You know, I don't blame the President a lot for what he's doing right now. It looked bad when he took two days to decide to cut short his vacation (which he shouldn't have been on anyway) because of the disaster, but he did go back to Washington and presumably started kicking some butts to get things moving. A day late and a dollar short for a lot of people, though. The critical mistakes were made earlier.
Fact: the Clinton Administration doesn't get off scot-free on this. They didn't fight for funding for shoring up the levees in the 90's, though after 1994 it is doubtful they could have gotten anything passed in the Congress anyway. But here's another fact: Clinton's director of FEMA was a professional emergency manager who completely rehabilitated the agency, turning it from a "sorry bunch of bureaucratic jackasses" (to quote Sen. Fritz Hollings) into a streamlined, responsive organization that drew praise from local disaster officials around the nation. Ironically, this appointment occurred after hurricane Andrew devastated south Florida and brought attention to FEMA's shortcomings.
Bush's first director of FEMA was a professional politician, who had worked on the 1984 Reagan-Bush campaign and became W.'s chief of staff in Texas. He ran the 2000 campaign and was rewarded with the FEMA post. He resigned in 2003 when FEMA was put under the Department of Homeland Security. The new FEMA director was a professional lawyer before taking his new job, with limited experience in emergency management.
Some leadership! Leadership includes getting the best-qualified people to run your agencies. We can argue about whether Rumsfeld pursues the right strategies or whether Rice is the best ambassador for our country; but they are undeniably qualified for their positions. The Bush FEMA directors have been political operatives and buddies, not emergency preparedness experts. And to the extent that they are planning for things, their superiors at the Department of Homeland Security are focused on terrorism, not domestic natural disasters. So it's not altogether surprising that FEMA falls flat on its face when a real disaster occurs.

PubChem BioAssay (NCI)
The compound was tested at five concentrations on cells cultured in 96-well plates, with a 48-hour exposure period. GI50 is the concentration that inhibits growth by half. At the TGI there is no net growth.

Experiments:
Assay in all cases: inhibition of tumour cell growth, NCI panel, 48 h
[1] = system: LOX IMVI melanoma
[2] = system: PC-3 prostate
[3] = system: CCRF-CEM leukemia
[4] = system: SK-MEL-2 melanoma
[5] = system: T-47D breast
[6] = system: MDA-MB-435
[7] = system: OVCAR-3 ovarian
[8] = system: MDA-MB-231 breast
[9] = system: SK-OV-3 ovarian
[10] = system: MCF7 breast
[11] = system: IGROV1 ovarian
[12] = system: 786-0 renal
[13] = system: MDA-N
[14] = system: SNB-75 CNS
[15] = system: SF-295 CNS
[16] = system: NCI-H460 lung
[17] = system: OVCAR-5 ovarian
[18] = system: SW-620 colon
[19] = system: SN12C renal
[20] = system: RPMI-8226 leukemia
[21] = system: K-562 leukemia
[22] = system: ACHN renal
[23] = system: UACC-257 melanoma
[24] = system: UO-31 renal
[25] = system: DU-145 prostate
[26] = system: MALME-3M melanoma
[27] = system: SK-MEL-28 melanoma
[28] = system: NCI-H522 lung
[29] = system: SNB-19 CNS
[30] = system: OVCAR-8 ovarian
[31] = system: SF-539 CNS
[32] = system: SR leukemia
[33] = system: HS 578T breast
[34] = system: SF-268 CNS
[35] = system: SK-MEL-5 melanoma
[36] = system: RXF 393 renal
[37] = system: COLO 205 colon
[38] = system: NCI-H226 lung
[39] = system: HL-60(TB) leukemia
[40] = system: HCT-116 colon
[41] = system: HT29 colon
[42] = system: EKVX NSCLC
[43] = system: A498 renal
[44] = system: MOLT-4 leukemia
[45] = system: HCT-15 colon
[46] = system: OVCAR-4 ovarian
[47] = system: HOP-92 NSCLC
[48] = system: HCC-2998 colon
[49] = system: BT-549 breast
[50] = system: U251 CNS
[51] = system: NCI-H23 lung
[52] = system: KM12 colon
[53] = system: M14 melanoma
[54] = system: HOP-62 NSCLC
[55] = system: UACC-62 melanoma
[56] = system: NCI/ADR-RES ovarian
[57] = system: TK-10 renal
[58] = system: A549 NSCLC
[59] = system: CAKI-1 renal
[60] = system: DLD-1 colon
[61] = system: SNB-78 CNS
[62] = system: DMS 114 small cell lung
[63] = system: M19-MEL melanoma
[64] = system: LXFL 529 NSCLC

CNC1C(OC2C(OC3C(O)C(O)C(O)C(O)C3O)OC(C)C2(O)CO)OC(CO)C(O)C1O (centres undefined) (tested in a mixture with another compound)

Leadership is also being prepared ahead of time for events. We've had five years of the Bush administration having control of all the levers of power; if they were going to do something for New Orleans, they had ample time. There were several warnings put before them over the last years of what could happen if New Orleans sustained a direct hit; yet they were no more inclined to spend money on the region than the Clinton administration had been. In fact, money was shunted away from the Corps of Engineers to help finance the Iraq quagmire. It might seem like Monday-morning quarterbacking; but the fact is, it is their job to plan for these things and have responses prepared. If there was any such plan, I see little evidence of it. Instead it's all shock and surprise and spur-of-the-moment reaction.
So now supplies and troops are finally starting to show up. But the disaster is still unfolding, and it won't end until order is restored and cleanup begins. Then we will count the cost of our leaders ignoring expert advice and choosing political expediency over the welfare of the people.